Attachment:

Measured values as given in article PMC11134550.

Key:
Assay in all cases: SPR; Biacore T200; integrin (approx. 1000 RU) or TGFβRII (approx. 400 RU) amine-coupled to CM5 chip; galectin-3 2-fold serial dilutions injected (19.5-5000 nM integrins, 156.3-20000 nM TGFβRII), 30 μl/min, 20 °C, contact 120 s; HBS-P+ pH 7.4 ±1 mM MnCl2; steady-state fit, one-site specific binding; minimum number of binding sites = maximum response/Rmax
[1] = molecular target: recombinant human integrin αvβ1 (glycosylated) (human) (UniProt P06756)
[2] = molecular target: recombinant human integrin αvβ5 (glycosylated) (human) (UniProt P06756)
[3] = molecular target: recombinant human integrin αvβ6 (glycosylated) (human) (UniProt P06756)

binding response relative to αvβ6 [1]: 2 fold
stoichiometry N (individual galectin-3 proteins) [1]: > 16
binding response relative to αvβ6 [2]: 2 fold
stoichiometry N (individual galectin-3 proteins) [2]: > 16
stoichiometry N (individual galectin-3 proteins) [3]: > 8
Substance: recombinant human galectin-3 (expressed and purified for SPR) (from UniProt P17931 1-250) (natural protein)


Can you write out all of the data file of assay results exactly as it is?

Measured values as given in article PMC11134550.

Key:
Assay in all cases: SPR; Biacore T200; integrin (approx. 1000 RU) or TGFβRII (approx. 400 RU) amine-coupled to CM5 chip; galectin-3 2-fold serial dilutions injected (19.5-5000 nM integrins, 156.3-20000 nM TGFβRII), 30 μl/min, 20 °C, contact 120 s; HBS-P+ pH 7.4 ±1 mM MnCl2; steady-state fit, one-site specific binding; minimum number of binding sites = maximum response/Rmax
[1] = molecular target: recombinant human integrin αvβ1 (glycosylated) (human) (UniProt P06756)
[2] = molecular target: recombinant human integrin αvβ5 (glycosylated) (human) (UniProt P06756)
[3] = molecular target: recombinant human integrin αvβ6 (glycosylated) (human) (UniProt P06756)

binding response relative to αvβ6 [1]: 2 fold
stoichiometry N (individual galectin-3 proteins) [1]: > 16
binding response relative to αvβ6 [2]: 2 fold
stoichiometry N (individual galectin-3 proteins) [2]: > 16
stoichiometry N (individual galectin-3 proteins) [3]: > 8
Substance: recombinant human galectin-3 (expressed and purified for SPR) (from UniProt P17931 1-250) (natural protein)